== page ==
Work to begin on aboriginal home in Victoria

City of Victoria’s second Traveller’s Inn motel conversion progressing

Victoria Native Friendship Centre executive director Bruce Parisian is pleased with the City of Victoria's plans to help create subsidized housing for aboriginal people at this former Traveller's Inn motel.

After a two-year wait, renovations are proceeding on the former Traveller’s Inn at 120 Gorge Rd. E., purchased by the City of Victoria in 2010 to create affordable housing.

Renovations will likely begin in the next couple of weeks on the smaller of the two structures on the lot.

The larger building has a different fate. Two months ago, stakeholders agreed to demolish and rebuild.

“The cost of the renovation on the three-storey building was so close to building new, it made more sense to build to suit,” said Bruce Parisian, executive director of the Victoria Native Friendship Centre. “I’m ecstatic.”

With help from various funders, the city will convert the old motel into subsidized housing for aboriginal tenants, with the Friendship Centre overseeing operations.

It is the second conversion of its kind for the city. Last month, renovations were completed on Queens Manor, another former Traveller’s Inn.

Parisian sees many advantages to building new, rather than renovating the whole motel.

“When you build to suit, obviously it’s a lot better living conditions,” he said. It will also allow for two- and possibly three-bedroom units for larger families.

Plans for the new building also include a common room, where the Friendship Centre can host celebrations and operate such programs as cooking classes.

“We call it the village,” Parisian said. “We want the community to be able to meet and support one another.”

The timeline for the new portion of the housing complex is unclear, as it requires community consultation.

Renovations to the existing building, however, will progress much faster. Parisian hopes to see the facility operational by the end of next year.

“These studio units will be housing for aboriginal youth coming out of care, or for very young families with one child, or grandmothers raising grandchildren,” he said.

To date, 70 people have taken a course called ready-to-rent, in anticipation of living in the building.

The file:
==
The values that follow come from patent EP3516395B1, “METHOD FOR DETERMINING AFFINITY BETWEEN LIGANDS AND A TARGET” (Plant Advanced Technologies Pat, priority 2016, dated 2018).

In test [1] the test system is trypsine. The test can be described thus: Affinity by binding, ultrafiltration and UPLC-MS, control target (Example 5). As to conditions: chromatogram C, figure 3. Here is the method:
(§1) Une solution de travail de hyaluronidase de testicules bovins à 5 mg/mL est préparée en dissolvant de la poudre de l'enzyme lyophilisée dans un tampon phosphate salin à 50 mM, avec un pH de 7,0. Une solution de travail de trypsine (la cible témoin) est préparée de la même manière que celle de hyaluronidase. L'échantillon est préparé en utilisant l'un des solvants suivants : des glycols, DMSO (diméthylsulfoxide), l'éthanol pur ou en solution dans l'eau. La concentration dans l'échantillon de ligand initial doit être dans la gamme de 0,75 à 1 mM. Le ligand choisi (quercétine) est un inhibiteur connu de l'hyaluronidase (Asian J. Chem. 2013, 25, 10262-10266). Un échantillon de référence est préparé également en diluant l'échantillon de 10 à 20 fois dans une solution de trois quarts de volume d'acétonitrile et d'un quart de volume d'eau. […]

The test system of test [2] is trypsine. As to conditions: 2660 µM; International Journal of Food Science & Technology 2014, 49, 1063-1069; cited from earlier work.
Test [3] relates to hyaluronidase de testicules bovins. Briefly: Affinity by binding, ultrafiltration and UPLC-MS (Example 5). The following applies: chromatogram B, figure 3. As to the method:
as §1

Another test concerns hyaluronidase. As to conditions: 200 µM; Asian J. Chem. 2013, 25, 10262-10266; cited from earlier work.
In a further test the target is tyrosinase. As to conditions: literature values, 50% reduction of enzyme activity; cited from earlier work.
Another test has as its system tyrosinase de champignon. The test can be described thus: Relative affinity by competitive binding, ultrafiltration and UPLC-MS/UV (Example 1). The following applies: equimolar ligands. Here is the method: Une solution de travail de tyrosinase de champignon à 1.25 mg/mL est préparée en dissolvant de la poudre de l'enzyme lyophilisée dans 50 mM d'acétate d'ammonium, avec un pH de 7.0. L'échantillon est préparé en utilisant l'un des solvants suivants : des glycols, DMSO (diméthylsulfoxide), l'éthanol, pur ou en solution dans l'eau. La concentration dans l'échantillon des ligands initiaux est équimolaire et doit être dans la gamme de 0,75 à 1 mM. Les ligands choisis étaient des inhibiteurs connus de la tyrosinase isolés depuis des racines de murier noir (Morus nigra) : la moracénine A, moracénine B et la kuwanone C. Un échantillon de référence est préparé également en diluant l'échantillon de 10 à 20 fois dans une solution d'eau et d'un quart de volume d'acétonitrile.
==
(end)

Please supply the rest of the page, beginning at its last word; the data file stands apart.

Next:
In total, the city has budgeted $1.1 million for the job, which represents a middle ground figure between the city’s original estimate of $400,000 and the friendship centre’s estimate of $4 million.

Funding will come from the Victoria Housing Trust Reserve ($390,000), Capital Regional District Housing ($100,000) and the Canada Mortgage and Housing Corporation ($624,000).

rholmen@vicnews.com

Just Posted

Neighbour details hearing ‘thuds’ the day girls found dead in Oak Bay

Jury at double-murder trial hears from Andrew Berry’s neighbour

‘Goodness prevails’: neighbours reflect following suspicious death of 60-year-old Metchosin man

Martin Payne was found dead in his Metchosin home on Friday. Police have confirmed foul play.

Owners of Saanich coastal bluff home say it does not damage environment

Douglas and Brenda MacAskill rest their claim on a report with unknown authorship

Repatriation efforts work to heal and connect through history: Royal BC Museum

Victoria museum’s efforts bolstered by B.C. repatriation grant

Swastikas appear on downtown Victoria bus shelters

VicPD says graffiti has increased significantly in last six months

VIDEO: Sparrows raise their chicks in Cadboro Bay deck planter

Jill Yoneda captured 11 days up close with tiny Junco sparrows

Greater Victoria wanted list for the week of July 16

Greater Victoria Crime Stoppers is seeking the public’s help in locating the… Continue reading

Olympic softball qualifier gets $150K boost from provincial government

2019 Americas Qualifier to be held in Surrey from Aug. 25-Sept. 1

Gas price inquiry questions Trans Mountain capacity, company denies collusion

The first of up to four days of oral hearings in the inquiry continue in Vancouver

‘Benzos’ and fentanyl a deadly cocktail causing a growing concern on B.C. streets

Overdoses caused by benzodiazepines can’t be reversed with opioid-overdose antidote naloxone

Chinook retention begins on North Island, but amid new size limit

DFO calls measures ‘difficult but necessary’ following rockslide on Fraser River

Will you be celebrating national hotdog day with any of these crazy flavours?

The popularity of hotdogs spans generations, cultures

Former home of accused Penticton shooter vandalized

Ex-wife of man who is accused of murdering four people had her house vandalized

Survivor of near-drowning in B.C. lake viewing life through new eyes

“If I died that day, the baby wouldn’t know his dad,” said 31-year-old Mariano Santander-Melo.

Most Read